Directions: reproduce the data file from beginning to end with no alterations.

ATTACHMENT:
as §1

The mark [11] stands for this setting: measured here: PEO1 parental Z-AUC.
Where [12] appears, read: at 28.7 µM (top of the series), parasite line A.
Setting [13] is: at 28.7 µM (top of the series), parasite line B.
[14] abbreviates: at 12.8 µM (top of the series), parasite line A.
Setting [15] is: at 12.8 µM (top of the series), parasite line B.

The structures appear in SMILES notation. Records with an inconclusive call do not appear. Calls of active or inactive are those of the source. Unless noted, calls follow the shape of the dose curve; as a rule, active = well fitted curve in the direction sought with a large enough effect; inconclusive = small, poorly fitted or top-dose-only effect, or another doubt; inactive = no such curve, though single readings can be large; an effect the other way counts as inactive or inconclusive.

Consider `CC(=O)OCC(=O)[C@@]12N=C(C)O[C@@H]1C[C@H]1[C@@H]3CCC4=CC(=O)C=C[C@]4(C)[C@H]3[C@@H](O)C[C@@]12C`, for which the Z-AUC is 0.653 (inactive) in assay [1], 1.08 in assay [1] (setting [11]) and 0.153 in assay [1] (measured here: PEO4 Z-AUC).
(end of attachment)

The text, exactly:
as §1

The mark [11] stands for this setting: measured here: PEO1 parental Z-AUC.
Where [12] appears, read: at 28.7 µM (top of the series), parasite line A.
Setting [13] is: at 28.7 µM (top of the series), parasite line B.
[14] abbreviates: at 12.8 µM (top of the series), parasite line A.
Setting [15] is: at 12.8 µM (top of the series), parasite line B.

The structures appear in SMILES notation. Records with an inconclusive call do not appear. Calls of active or inactive are those of the source. Unless noted, calls follow the shape of the dose curve; as a rule, active = well fitted curve in the direction sought with a large enough effect; inconclusive = small, poorly fitted or top-dose-only effect, or another doubt; inactive = no such curve, though single readings can be large; an effect the other way counts as inactive or inconclusive.

Consider `CC(=O)OCC(=O)[C@@]12N=C(C)O[C@@H]1C[C@H]1[C@@H]3CCC4=CC(=O)C=C[C@]4(C)[C@H]3[C@@H](O)C[C@@]12C`, for which the Z-AUC is 0.653 (inactive) in assay [1], 1.08 in assay [1] (setting [11]) and 0.153 in assay [1] (measured here: PEO4 Z-AUC).